A person may have a cold or any other disease that is an airborne-infection. Is their sperm also contagious? Should the person take any precautions?
I'm unsure about the use of the word "contagious" here. If you would describe it as an organism "catching something" from another only once, this answer applies (vaguely perhaps).
One example of "contagious" sperm: sea urchins spray their sperm (called milt) into the surrounding water, so that it can hopefully fertilize roe, which are fish eggs. The eggs are also expulsed for some species, but for others they stay on the surface of the female sea urchin, as this Wikipedia article explains.
The gonads are lined with muscles underneath the peritoneum, and these allow the animal to squeeze its gametes through the duct and into the surrounding sea water where fertilization takes place. ...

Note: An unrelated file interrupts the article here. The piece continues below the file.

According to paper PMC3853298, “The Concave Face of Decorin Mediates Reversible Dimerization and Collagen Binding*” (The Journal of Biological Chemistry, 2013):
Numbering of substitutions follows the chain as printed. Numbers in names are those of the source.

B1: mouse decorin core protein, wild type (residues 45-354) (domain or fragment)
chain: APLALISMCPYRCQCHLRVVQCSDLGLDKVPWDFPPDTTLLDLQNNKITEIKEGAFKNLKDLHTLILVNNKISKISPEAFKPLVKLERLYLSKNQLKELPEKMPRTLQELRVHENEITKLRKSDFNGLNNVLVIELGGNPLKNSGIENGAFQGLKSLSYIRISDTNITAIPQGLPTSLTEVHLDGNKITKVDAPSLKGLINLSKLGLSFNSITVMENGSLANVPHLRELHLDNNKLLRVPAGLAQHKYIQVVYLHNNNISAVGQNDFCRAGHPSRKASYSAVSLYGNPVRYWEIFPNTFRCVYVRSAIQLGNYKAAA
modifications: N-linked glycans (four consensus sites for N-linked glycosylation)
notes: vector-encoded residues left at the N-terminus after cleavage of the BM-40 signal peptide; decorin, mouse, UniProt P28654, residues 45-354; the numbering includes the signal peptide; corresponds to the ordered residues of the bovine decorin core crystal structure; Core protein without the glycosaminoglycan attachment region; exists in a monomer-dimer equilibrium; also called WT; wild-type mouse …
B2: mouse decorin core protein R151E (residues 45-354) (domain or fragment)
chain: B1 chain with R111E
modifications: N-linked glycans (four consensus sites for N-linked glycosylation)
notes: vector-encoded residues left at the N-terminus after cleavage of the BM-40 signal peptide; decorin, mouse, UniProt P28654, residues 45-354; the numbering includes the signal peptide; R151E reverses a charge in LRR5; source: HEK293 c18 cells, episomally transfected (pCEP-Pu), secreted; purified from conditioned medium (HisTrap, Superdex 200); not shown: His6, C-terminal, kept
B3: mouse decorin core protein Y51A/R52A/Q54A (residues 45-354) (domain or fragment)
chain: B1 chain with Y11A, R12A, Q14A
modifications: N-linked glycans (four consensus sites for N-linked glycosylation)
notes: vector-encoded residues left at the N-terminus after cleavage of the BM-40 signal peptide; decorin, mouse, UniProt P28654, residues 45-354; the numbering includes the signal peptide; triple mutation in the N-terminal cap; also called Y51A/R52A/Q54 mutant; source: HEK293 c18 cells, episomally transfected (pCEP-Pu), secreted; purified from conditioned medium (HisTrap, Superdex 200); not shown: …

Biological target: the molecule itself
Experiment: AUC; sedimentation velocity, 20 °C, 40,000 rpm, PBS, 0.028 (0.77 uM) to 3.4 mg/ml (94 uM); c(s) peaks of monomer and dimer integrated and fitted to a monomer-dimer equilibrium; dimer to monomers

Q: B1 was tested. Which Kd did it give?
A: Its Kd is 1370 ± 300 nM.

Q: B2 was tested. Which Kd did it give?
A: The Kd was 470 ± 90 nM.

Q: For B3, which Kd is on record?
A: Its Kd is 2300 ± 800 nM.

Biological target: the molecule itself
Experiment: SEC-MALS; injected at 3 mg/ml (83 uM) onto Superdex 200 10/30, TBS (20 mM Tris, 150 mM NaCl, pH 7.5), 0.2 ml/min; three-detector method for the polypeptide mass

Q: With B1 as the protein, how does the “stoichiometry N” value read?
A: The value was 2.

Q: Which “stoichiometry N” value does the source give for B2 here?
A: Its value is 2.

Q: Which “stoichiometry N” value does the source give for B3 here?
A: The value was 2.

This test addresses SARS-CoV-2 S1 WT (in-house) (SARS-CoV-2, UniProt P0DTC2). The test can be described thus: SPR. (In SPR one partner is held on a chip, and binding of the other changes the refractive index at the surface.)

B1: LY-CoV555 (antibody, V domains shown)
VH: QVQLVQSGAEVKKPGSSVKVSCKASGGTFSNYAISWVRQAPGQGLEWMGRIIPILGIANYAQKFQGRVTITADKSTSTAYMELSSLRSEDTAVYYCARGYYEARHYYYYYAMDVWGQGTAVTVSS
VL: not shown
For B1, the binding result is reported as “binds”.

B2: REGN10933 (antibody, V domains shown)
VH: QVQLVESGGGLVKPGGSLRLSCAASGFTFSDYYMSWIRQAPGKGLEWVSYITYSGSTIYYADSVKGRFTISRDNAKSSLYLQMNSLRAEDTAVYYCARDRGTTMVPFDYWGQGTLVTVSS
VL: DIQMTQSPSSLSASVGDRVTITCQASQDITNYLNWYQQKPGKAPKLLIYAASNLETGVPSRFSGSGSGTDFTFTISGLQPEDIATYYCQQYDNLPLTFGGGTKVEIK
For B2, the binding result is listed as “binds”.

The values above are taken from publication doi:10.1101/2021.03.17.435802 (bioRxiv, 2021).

In most cases, the eggs float freely in the sea, but some species hold onto them with their spines, affording them a greater degree of protection.
Thus, it's entirely possible for a female sea urchin to be bombarded by free-floating sperm, to ultimately fertilize the eggs on its surface. I don't know if one would strictly consider this a contagion, but it's what I initially thought of after reading the question.
When referring to sexually transmitted disease however, sperm in itself is not contagious, as it would require the pathogen to "tag along with it" in whichever environment (whether it be airborne or aquatic). Also, if considering impregnation as "contagious", physical contact would certainly be required.
In short: For humans, no. For sea urchins (and likely other aquatic animals), sort of.